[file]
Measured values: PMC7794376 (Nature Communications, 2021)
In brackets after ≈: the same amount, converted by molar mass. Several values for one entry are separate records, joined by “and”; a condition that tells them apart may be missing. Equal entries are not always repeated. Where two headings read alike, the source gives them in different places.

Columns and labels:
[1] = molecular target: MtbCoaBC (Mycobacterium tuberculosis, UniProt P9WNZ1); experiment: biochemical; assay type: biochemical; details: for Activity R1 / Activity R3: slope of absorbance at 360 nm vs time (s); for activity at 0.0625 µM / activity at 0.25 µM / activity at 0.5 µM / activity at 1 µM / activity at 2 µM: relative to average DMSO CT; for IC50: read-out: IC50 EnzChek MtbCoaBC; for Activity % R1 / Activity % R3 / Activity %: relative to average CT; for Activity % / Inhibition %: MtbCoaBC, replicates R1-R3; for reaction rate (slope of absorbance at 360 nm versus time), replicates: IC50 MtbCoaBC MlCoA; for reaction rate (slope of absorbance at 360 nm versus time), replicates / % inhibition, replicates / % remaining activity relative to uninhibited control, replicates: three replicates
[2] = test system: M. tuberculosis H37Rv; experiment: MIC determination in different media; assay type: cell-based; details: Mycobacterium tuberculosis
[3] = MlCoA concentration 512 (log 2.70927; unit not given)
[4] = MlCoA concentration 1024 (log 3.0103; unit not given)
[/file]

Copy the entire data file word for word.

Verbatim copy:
Measured values: PMC7794376 (Nature Communications, 2021)
In brackets after ≈: the same amount, converted by molar mass. Several values for one entry are separate records, joined by “and”; a condition that tells them apart may be missing. Equal entries are not always repeated. Where two headings read alike, the source gives them in different places.

Columns and labels:
[1] = molecular target: MtbCoaBC (Mycobacterium tuberculosis, UniProt P9WNZ1); experiment: biochemical; assay type: biochemical; details: for Activity R1 / Activity R3: slope of absorbance at 360 nm vs time (s); for activity at 0.0625 µM / activity at 0.25 µM / activity at 0.5 µM / activity at 1 µM / activity at 2 µM: relative to average DMSO CT; for IC50: read-out: IC50 EnzChek MtbCoaBC; for Activity % R1 / Activity % R3 / Activity %: relative to average CT; for Activity % / Inhibition %: MtbCoaBC, replicates R1-R3; for reaction rate (slope of absorbance at 360 nm versus time), replicates: IC50 MtbCoaBC MlCoA; for reaction rate (slope of absorbance at 360 nm versus time), replicates / % inhibition, replicates / % remaining activity relative to uninhibited control, replicates: three replicates
[2] = test system: M. tuberculosis H37Rv; experiment: MIC determination in different media; assay type: cell-based; details: Mycobacterium tuberculosis
[3] = MlCoA concentration 512 (log 2.70927; unit not given)
[4] = MlCoA concentration 1024 (log 3.0103; unit not given)